RICHMOND, Va. (AP) — More than 200 people turned out for a community meeting Saturday to protest the death of a young black man who was fatally shot by a Virginia police officer after he ran naked onto an interstate highway.Speakers at the meeting at Richmond's Second Baptist Church said...

The Latest: Family: Police need to handle people better

RICHMOND, Va. (AP) — The Latest on the fatal police shooting of a naked and unarmed man in Richmond (all times local):5:16 p.m.Family and friends of a man who was fatally shot by Richmond police after running naked onto an interstate highway are calling on police to find non-lethal ways of...

White neighbor gets prison for harassing black family

EASTON, Pa. (AP) — A neighbor accused of harassing and using racial epithets against a black Pennsylvania family for years has been sentenced to prison.A Northampton County judge sentenced 45-year-old Robert Kujawa to the term Friday after a jury convicted him of ethnic intimidation,...


Glenn Snoddy, inventor of fuzz pedal for guitarists, dies

MURFREESBORO, Tennessee (AP) — A recording engineer whose invention of a pedal that allowed guitarists to create a fuzzy, distorted sound most famously used by Keith Richards in the Rolling Stones' hit "(I Can't Get No) Satisfaction" has died.Glenn Snoddy was 96. His daughter Dianne Mayo...

Reaction to criminal charges filed against Harvey Weinstein

Reaction to rape and other criminal charges filed in New York on Friday against Harvey Weinstein:"I hope this gives hope to victims and survivors everywhere, that we are one step closer to justice. Because one win is a win for all of us." — Weinstein accuser Rose McGowan, to The Associated...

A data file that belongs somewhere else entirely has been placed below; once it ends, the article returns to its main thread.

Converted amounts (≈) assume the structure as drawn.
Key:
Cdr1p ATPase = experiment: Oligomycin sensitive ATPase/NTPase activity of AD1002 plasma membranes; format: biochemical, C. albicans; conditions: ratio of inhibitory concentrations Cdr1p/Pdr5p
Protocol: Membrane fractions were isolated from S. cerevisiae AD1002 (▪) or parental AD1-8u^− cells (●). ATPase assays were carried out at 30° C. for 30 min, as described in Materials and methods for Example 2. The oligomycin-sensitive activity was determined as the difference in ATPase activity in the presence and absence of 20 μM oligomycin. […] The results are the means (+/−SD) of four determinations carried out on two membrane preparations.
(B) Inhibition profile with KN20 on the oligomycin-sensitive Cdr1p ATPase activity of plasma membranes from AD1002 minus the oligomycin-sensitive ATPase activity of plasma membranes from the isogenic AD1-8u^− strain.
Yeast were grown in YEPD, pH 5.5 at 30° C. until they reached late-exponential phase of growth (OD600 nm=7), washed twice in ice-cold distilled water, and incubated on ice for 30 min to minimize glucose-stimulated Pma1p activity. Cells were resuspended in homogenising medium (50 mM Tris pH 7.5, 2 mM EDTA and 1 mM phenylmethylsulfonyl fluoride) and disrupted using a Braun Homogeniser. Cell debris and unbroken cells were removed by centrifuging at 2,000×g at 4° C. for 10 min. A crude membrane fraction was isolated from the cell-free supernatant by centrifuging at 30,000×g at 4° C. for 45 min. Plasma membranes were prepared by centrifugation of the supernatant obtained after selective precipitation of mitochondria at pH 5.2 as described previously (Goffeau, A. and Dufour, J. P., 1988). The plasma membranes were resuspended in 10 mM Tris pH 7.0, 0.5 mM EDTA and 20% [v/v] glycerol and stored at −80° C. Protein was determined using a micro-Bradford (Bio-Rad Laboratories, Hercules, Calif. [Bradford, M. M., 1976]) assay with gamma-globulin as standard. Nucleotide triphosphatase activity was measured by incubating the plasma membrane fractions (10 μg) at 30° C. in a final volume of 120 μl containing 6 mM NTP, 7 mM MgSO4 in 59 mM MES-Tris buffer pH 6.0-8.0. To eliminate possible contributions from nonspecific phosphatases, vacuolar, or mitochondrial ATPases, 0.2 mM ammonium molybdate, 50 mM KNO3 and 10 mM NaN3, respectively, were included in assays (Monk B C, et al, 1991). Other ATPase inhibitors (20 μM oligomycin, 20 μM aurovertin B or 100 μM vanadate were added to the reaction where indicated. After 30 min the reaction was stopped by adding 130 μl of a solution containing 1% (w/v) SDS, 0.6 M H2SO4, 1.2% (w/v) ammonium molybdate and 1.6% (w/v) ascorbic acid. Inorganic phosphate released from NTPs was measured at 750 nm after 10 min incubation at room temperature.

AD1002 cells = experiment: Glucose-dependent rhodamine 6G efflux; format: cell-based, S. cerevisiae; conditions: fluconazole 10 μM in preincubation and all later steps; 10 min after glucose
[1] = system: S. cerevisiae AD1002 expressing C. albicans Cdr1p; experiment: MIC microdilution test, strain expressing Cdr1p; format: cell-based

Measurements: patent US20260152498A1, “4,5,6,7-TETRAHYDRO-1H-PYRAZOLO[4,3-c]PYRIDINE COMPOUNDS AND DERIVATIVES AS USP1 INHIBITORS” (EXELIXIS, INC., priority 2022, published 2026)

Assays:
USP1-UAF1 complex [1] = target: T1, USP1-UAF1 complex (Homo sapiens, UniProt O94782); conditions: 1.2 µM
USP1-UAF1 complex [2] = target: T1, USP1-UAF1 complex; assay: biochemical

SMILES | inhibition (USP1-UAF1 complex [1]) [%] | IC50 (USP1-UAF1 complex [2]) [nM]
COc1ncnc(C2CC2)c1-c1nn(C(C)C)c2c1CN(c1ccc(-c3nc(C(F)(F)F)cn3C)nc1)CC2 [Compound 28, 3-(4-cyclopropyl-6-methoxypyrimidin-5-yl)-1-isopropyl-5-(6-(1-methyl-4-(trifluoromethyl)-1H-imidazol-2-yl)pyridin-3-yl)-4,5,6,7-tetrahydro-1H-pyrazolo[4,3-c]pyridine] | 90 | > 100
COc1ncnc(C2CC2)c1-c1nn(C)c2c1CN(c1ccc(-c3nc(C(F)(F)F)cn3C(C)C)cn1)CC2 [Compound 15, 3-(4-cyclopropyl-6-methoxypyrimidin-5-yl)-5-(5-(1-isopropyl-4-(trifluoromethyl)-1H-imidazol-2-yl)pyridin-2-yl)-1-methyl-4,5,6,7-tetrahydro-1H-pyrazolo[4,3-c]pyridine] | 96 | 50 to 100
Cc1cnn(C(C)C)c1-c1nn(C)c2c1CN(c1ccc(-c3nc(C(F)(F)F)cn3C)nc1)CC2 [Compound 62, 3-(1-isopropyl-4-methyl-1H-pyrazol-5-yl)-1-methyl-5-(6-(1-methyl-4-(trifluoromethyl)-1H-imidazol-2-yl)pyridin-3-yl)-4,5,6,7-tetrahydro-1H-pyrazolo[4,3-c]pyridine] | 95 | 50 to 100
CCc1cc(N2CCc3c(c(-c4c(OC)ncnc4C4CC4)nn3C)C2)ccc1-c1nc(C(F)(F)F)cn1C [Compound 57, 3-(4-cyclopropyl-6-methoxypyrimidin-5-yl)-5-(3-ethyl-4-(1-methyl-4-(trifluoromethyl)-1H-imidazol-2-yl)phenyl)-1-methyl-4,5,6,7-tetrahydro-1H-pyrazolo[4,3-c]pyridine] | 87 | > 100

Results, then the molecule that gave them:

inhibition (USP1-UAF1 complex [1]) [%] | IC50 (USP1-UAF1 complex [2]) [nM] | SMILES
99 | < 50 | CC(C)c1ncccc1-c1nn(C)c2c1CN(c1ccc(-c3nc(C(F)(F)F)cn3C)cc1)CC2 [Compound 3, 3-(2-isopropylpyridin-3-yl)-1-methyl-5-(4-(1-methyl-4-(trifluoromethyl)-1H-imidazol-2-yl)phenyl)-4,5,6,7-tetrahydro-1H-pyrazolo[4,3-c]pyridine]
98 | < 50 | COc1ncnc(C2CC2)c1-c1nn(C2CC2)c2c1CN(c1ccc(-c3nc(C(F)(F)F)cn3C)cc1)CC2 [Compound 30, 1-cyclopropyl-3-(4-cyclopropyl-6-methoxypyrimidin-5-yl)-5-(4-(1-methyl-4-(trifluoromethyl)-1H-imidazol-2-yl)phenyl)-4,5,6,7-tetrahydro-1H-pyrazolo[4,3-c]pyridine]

Vindication, triumph, also fear: Weinstein accusers react

NEW YORK (AP) — Watching the stunning images of Harvey Weinstein walking into a courthouse Friday in handcuffs, a detective on each arm, Louisette Geiss still felt a shiver of fear in reaction to the man who, she says, once cornered her and tried to physically force her to watch him...


Resisting Trump in a bright red state

EDMOND, Oklahoma (AP) — Vicki Toombs was watching the returns on election night 2016 when her phone buzzed...

Legal hurdles may make Weinstein's prosecution an exception

LOS ANGELES (AP) — Harvey Weinstein's arrest in New York Friday is a landmark moment in the #MeToo...

Amid anti-immigrant sentiment, some Spanish speakers wary

PHOENIX (AP) — Until recently, Lilly Mucarsel has spoken Spanish just about everywhere since arriving in...

Ebola vaccinations begin in rural Congo on Monday: Ministry

KINSHASA, Congo (AP) — Ebola vaccinations will begin Monday in the two rural areas of Congo where the...

Israeli soldier badly wounded in West Bank arrest raid dies